The result in rural Australia, and its large combustible constituency confronted by the abacus of debt, was not just the rise of farmers' state and federal political parties, but the formation, too, of separate commodity-based organisations, including those representing the mass of hard-done-by, smaller-acre yeoman wheat-and-sheep 'cockies'.
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Beginning in the 1920s and consolidated in the 1930s, there occurred the harnessing of the twin steeds in the protectionist carriage: the conservative federal Country Party and disaffected, radicalised and organised agrarian–socialist agri-politicians and their constituents. Out of this came an obsessive focus on collectivist 'marketing' and ever-mounting pressure for market protection, subsidies, 'price stabilisation' and, in the wool industry, a reserve price scheme.
The upshot of the 1920s and '30s, therefore, were agri-political and Country Party organisations that, given the right circumstances, could be made to dance to the tune of agrarian socialism as conducted by a radicalised farming community. Such organised agricultural communities not only thought themselves as existing apart from the rest of Australian society, they also regarded politics as a 'system of group warfare' while they became extremely adept in the dark arts of lobbying and political influence.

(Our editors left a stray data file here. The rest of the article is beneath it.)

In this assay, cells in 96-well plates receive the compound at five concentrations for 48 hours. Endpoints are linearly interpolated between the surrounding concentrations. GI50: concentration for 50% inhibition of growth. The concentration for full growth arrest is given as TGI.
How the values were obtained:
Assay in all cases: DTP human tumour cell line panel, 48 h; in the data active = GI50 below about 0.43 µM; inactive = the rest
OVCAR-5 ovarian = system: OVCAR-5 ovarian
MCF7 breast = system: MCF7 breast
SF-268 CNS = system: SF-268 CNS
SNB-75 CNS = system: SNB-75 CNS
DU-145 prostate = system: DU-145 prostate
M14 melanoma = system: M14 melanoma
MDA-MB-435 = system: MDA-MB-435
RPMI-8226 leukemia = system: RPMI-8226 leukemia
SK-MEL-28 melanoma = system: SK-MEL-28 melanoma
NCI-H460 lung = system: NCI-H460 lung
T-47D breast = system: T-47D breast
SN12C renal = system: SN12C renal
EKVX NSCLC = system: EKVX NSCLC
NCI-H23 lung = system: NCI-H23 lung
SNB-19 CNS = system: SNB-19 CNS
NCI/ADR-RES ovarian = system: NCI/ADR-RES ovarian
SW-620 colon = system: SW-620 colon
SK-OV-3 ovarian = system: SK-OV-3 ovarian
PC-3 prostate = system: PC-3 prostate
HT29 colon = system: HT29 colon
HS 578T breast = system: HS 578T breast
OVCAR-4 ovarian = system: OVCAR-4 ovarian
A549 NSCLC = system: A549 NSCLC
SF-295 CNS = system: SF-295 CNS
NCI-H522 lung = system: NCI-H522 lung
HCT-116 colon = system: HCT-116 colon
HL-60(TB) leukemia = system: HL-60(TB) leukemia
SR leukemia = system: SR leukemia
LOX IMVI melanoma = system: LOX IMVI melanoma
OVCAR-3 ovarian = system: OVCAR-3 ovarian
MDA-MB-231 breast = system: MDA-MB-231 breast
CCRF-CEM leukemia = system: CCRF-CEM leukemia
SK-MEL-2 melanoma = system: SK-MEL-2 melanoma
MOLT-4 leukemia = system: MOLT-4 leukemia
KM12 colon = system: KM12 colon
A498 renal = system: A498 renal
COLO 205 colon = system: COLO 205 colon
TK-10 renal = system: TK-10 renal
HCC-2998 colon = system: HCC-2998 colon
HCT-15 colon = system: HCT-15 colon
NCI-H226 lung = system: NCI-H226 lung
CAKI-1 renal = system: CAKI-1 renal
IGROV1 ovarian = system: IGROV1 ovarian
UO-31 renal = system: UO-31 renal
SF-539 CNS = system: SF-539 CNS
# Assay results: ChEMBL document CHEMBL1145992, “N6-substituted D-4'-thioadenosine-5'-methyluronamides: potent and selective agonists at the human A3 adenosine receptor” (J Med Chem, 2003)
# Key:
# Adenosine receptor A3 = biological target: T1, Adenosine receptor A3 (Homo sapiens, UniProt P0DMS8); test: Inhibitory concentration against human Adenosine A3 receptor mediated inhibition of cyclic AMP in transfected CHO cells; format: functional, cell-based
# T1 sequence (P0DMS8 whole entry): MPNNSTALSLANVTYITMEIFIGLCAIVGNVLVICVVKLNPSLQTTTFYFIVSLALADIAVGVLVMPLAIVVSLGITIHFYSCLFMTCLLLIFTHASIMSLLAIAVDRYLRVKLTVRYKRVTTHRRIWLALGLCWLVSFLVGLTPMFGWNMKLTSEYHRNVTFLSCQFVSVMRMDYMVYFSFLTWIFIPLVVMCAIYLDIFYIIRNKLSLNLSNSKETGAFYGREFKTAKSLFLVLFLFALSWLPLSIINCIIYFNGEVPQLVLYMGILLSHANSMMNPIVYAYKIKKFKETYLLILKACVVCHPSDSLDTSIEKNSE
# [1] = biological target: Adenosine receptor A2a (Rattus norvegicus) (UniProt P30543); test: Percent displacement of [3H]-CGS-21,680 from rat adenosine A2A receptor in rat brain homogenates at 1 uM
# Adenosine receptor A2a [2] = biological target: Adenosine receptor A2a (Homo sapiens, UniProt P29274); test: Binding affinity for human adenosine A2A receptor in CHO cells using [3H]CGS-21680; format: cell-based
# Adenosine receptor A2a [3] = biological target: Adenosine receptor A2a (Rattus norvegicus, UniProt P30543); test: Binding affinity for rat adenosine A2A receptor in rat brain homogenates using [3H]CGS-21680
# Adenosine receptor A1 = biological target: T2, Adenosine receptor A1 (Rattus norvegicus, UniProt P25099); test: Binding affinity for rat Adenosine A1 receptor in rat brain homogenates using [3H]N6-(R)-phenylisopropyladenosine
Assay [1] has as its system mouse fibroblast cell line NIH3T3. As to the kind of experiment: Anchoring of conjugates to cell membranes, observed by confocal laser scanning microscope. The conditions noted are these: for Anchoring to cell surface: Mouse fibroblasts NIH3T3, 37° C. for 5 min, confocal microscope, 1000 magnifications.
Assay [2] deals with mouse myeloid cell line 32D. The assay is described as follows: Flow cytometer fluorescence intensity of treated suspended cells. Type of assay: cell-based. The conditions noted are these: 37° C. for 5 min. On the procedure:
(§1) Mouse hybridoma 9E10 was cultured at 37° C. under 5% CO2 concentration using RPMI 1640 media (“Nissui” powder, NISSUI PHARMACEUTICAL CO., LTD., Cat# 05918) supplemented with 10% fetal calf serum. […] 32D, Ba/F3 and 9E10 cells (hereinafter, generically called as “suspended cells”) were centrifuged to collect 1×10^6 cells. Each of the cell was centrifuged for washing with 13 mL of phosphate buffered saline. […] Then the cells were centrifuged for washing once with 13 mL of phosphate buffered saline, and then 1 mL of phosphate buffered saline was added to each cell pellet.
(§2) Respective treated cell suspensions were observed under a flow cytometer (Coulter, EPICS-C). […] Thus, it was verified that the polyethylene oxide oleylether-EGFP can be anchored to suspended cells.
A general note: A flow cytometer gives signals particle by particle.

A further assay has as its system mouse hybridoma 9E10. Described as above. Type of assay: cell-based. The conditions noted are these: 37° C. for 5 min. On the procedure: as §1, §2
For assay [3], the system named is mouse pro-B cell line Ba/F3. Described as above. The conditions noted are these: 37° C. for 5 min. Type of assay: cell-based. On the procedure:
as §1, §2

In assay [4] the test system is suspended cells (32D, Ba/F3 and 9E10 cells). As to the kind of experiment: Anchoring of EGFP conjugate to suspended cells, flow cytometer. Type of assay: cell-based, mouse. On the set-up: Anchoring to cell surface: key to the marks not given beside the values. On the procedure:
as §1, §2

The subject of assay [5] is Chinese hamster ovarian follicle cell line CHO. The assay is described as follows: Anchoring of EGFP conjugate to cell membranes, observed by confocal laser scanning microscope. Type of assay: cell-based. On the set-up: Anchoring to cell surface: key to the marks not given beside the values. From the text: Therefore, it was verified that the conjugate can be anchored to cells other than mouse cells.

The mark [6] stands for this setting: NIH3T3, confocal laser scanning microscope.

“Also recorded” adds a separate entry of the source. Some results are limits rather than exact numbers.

This group of radicalised smaller-acre farmers in 1939 finally formed their own specific agri-political organisation: the Australian Wool Producers' Federation, later to become the Australian Wool and Meat Producers' Federation (AWMPF). This organisation — 'the Producers' Federation'— was led by radical wheat–sheep farmers and was specifically designed to combat the free-market philosophies of the graziers' organisations (led by the national Woolgrowers' Council, the forerunner of the future AWGC or Graziers' Council), and to push for an 'Empire Marketing Plan', subsidies and a reserve price scheme.
To outsiders, the wool industry looked prosperous, industrious, and harmoniously unified. But below the surface there was a different reality. The formation of the Producers' Federation not only signalled the start of a vicious five-decade-long struggle over marketing reform within the wool industry, but also a deadly battle over power within Australia's largest export industry between members of grazier organisations and of the Producers' Federation.
This struggle would reignite with each wool price slump, and constituted a regularly occurring cycle that carried with it a 100 per cent correlation with political agitation. Fuelled by irreconcilable schisms in social, political and philosophical views, it also had powerful undertones of class consciousness and envy — especially when mixed with a single-minded zealotry about attaining the Holy Grail of a reserve price scheme. Ultimately, this was a battle over who should decide major questions of policy for the industry and who had the key say with government.
To the great frustration of succeeding governments (particularly a Country Party coalition partner desiring a reserve price scheme) who repeatedly sought clear direction, this agri-political dichotomy ensured that the policy process over wool marketing would remain a vicious and confused dogfight for decades to come.